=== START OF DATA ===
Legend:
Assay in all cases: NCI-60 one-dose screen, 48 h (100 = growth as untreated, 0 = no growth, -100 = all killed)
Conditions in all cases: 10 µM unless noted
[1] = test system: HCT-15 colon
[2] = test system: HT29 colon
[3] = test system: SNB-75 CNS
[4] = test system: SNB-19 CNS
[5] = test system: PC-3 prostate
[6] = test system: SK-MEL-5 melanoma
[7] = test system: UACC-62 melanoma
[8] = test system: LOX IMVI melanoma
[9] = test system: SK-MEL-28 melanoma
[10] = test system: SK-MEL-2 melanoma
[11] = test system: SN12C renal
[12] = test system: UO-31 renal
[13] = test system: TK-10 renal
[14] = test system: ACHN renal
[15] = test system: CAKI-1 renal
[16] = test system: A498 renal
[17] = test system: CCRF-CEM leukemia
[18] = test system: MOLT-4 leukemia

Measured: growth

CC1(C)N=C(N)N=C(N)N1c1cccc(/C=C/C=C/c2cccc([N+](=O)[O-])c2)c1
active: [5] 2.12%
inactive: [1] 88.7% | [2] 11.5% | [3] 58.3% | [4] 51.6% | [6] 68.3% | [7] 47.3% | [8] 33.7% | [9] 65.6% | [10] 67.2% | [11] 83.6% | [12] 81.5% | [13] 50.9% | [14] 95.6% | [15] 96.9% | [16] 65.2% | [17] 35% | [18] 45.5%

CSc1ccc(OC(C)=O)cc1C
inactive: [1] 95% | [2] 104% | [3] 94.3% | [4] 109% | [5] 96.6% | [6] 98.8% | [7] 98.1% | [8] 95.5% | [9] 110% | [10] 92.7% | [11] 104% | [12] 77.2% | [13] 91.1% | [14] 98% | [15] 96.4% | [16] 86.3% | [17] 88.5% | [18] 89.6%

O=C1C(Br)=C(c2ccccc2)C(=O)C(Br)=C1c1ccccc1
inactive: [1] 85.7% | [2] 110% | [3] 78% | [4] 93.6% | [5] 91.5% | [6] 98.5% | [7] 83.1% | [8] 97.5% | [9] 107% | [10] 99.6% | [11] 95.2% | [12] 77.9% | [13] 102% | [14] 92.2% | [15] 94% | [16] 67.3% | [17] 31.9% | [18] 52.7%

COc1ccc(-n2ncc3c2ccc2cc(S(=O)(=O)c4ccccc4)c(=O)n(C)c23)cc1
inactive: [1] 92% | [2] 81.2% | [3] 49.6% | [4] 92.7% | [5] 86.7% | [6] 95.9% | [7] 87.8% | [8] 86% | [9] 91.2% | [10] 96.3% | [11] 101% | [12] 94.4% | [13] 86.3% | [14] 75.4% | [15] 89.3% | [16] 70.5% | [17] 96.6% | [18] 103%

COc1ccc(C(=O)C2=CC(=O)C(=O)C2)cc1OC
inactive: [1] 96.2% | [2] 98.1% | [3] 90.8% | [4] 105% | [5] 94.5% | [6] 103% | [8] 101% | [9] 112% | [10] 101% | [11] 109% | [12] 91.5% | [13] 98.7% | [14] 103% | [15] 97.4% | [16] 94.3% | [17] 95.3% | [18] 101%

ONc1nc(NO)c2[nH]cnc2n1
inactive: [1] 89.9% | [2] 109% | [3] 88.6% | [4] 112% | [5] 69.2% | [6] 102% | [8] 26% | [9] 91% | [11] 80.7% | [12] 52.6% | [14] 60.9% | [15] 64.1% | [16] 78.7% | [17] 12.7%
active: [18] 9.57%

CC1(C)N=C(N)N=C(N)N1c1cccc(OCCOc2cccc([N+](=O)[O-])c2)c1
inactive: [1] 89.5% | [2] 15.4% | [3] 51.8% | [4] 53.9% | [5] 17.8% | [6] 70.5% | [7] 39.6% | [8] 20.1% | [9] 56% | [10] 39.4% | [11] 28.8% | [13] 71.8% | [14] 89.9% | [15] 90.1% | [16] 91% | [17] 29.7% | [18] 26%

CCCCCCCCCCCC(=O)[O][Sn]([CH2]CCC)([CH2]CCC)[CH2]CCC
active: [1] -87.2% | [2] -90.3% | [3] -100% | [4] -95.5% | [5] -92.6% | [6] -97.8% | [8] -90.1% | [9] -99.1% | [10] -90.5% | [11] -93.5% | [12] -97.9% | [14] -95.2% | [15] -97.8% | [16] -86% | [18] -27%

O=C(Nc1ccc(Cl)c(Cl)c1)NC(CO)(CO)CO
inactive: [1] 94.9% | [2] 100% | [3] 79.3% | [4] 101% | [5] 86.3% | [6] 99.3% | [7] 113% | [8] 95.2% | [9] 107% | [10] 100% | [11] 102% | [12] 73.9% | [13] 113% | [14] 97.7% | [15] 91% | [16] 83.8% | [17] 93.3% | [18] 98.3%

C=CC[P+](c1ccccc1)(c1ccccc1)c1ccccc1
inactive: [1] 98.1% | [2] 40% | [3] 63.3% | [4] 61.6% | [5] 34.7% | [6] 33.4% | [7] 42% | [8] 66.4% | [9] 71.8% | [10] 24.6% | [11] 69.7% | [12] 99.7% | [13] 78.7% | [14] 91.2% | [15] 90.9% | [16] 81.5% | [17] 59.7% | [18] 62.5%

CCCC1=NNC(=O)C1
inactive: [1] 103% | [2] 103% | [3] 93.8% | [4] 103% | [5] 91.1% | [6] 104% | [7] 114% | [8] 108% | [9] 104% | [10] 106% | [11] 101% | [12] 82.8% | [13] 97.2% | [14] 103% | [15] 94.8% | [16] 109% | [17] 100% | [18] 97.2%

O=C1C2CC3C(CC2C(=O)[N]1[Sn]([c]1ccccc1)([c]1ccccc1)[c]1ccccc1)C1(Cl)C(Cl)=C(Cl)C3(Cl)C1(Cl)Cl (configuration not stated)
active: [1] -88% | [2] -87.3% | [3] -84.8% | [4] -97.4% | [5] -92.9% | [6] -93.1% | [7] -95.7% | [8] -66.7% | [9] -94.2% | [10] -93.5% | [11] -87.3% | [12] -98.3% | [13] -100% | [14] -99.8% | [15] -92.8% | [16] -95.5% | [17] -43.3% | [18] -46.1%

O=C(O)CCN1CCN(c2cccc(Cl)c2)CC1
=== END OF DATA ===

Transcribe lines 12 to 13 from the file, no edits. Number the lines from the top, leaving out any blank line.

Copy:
[9] = test system: SK-MEL-28 melanoma
[10] = test system: SK-MEL-2 melanoma